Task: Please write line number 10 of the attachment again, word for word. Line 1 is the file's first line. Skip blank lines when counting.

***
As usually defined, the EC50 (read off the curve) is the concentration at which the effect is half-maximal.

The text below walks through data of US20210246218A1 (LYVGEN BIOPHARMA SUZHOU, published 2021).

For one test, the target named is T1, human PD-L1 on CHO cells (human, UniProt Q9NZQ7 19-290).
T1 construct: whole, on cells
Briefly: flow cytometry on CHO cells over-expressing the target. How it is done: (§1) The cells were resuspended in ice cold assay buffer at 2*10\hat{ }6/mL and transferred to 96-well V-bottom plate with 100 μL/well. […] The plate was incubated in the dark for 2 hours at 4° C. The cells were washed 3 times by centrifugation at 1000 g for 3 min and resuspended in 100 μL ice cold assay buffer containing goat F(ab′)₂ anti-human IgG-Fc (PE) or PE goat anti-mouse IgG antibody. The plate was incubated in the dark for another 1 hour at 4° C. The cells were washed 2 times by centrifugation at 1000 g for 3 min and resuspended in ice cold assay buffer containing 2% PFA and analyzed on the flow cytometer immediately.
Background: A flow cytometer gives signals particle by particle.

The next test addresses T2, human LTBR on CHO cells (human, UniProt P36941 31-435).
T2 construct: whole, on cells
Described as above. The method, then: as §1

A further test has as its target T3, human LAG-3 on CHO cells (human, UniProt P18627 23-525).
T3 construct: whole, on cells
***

A further test has as its target T3, human LAG-3 on CHO cells (human, UniProt P18627 23-525).